ZF4 Blog

Stop using CodeIgnitor

It has been my sorry pleasure to get involved in a project where the firm are developing their 'strategic direction' in CodeIgnitor (CI). Despite using the latest V3, I quickly came to realise that it hasn't moved on beyond that which I reviewed many years ago.

The bad points

CodeIgnitor is a teaching tool, supposedly maintained by the British Columbia Institute of Technology. It is a 'hide the complexity' framework in which to teach basic PHP. BCIT don't do a PHP specific course, and even their web development courses don't mention PHP often.

They do mention in one of their courses that they teach 'advanced PHP'. I hope to the Almighty, it isn't in CodeIgnitor

One can only assume CI is maintained by the janitor, (actually, in truth, it is maintained by what looks like a single developer if the github account is anything to go by.)

Super global

CI basically employs a Super Global pattern. Bit like very early invokations of Zend. You get one uber 'object' class, and everything is descendent from that. Zend has moved on. CI hasn't. On top of that, you have to work through a myriad of 'magic' getters and setters which are not documented (actually, that reminds me - the code documention is woeful, meaning that modern IDEs struggle to figure out what is going on.) Net result, is that when it comes to debugging, you might as well have a beer, for as much sense as you'll get out of it.

Dependency injection

There isn't any.

CI employs its own archane method of injecting stuff into the super global. It isn't elegant, consistent or performant. The code base is littered with $this->CI =& get_instance(). Technically speaking =& shouldn't be necessary as get_instance() should always return the same object, but hey ho, somewhere down the line not doing it broke something and it hasn't been fixed.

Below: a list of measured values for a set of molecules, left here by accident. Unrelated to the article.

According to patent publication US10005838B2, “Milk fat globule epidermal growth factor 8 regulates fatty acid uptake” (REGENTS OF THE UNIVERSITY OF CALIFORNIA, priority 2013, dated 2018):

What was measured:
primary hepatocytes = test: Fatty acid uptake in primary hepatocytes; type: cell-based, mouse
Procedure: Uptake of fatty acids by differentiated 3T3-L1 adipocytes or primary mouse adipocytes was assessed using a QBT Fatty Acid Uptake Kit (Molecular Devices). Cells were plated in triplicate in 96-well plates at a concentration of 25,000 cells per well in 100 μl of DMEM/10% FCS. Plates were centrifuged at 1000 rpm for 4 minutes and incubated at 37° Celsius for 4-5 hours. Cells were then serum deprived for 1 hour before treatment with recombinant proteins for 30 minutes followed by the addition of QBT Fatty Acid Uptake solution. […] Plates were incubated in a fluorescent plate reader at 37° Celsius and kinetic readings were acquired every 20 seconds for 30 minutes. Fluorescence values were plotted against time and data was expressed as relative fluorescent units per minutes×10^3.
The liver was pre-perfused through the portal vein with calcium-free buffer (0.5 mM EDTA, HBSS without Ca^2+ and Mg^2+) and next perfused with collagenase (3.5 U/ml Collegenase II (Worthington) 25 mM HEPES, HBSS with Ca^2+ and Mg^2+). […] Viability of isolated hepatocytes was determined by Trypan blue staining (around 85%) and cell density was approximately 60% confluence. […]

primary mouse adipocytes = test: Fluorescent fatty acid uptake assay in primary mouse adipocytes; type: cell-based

You cannot do dependency injection in CI, unless you use the V3 capability to use the Composer autoloader and then shift everything you can outside of CI.

Unit testing

Because of the super global problem and lack of dependency injection, unit testing in CI is a nightmare.

The good news is that Kenjis has written a hack to get PhpUnit working. And it does work. But the guy needs lots and lots of beers for the torture he has had to make it work.

Even with that said, you'll need to read his documentation to get around the super global nature of CI and no dependency injection in many situations.

No namespacing

If you don't know what namespacing is, read this. CI doesn't have it.
Modern PHP does. This means that trying to be clever and separate out, for instance, specialist Exception classes is not going to work the way you want. In not too infrequent cases this means using require_once. Modern PHP devs have almost forgotten what that means.

CI has it's own autoloader. You can tack on Composer autoloading, but anything within the strict CI boundary needs to conform to CI rules and that ain't always easy.
require_once will soon become your friend again, just when you thought it had gone away.